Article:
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Jeff Vinik's Embarc Collective, a hothouse for tech innovation, seeks startups

Embarc Collective, the Jeff Vinik-backed innovation hub, is scheduled to open early next year in the renovated District 3 warehouse north of Amalie Arena. Renderings courtesy Embarc Collective
Embarc Collective, the Jeff Vinik-backed innovation hub, is scheduled to open early next year in the renovated District 3 warehouse north of Amalie Arena. Renderings courtesy Embarc Collective
Published Nov. 13, 2018

TAMPA — Think of Embarc Collective, the planned innovation hub backed by Jeff Vinik, as a hothouse for young tech companies.

But the collective, which opened its application process today and plans to open its doors next March, is not a co-working space or startup accelerator or incubator looking to turn a profit by betting on startups.

Instead, it's applying for non-profit status and won't be taking equity in the startups it selects. Rather, it will charge member startups a fee to move in to its new offices inside the old District 3 warehouse north of Amalie Arena.

There, they will get office space, but also help focused on five areas: coaching for company founders and their teams, an on-site recruiting strategist, introductions to potential customers and prospective investors, help with marketing, and support developing new products. The long-range goal is to expand the local economy by strengthening its tech and innovation sector, says Vinik, owner of the Tampa Bay Lightning and a major force in downtown Tampa's redevelopment.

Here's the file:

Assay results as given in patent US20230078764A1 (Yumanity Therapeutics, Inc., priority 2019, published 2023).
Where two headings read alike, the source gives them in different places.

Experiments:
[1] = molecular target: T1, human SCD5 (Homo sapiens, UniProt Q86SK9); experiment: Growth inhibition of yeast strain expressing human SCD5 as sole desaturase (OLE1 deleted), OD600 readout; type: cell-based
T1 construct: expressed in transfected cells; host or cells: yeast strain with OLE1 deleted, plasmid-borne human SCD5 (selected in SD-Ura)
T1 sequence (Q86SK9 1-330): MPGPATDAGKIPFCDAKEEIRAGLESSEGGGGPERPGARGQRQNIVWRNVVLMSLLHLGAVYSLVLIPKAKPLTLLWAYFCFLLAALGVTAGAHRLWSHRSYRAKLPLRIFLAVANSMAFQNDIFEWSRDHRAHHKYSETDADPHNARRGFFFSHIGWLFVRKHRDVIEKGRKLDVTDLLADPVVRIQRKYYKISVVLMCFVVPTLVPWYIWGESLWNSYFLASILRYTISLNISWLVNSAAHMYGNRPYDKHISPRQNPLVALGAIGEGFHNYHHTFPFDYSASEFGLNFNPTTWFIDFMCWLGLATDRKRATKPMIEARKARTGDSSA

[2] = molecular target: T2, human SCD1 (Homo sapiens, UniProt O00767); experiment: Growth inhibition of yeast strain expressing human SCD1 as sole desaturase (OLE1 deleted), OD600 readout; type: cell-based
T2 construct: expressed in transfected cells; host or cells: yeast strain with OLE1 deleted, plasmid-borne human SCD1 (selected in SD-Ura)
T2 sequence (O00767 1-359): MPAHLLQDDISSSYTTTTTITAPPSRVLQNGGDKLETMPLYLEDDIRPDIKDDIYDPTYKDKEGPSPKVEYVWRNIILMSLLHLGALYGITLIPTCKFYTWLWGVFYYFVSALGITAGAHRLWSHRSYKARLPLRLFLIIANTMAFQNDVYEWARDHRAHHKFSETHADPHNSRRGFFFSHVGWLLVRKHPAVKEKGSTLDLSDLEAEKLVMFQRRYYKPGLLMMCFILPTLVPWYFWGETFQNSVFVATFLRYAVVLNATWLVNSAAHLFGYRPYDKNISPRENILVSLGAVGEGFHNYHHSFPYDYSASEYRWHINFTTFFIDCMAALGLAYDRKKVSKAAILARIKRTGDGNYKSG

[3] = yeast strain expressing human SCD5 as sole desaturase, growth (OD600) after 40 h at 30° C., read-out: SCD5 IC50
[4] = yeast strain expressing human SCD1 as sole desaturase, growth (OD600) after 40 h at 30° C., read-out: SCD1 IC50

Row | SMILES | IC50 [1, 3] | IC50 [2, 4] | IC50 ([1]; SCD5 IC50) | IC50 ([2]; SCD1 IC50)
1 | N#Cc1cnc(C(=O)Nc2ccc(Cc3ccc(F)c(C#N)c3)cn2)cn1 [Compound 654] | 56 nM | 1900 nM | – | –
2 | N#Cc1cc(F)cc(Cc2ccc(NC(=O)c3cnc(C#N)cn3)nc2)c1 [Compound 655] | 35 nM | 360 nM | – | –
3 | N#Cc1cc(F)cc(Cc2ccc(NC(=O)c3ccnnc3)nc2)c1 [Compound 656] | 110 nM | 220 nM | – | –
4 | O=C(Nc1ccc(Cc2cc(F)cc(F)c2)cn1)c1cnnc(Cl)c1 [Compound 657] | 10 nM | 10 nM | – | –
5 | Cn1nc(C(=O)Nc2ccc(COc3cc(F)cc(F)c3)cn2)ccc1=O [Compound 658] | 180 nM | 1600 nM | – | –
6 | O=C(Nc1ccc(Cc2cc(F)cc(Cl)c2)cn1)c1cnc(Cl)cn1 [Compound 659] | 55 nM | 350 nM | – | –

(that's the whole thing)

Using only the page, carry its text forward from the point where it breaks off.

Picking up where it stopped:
"It is critical when we look at the growth of the Tampa Bay region, that we take this to another level and that we provide opportunity — that we provide forums and the coaching and the resources and the capital and the customers for startup companies and founders here," Vinik said last week.

And Embarc's founding CEO says the collective's support will be tailored to each startup, rather than every company getting the same curriculum on the same schedule as they would going through an incubator with a cohort of other startups.

"Companies are going to be able to apply on a rolling basis, and their experience is going to be based on what does their company need to progress forward," said Lakshmi Shenoy, whom Vinik hired from 1871, a well-established (and also nonprofit) tech entrepreneurship hub in Chicago.

"They're all at different stages," she said. "They all have different strengths and maybe different knowledge gaps. So being able to plug those holes and guide them based on what specifically they need is really the intent. ... Building a company is so messy sometimes you need that external force in your life to help you figure out which direction is forward and how do you track forward, and how do you stay accountable to yourself, your team, your customers, your investors and everyone who is counting on your to build something real."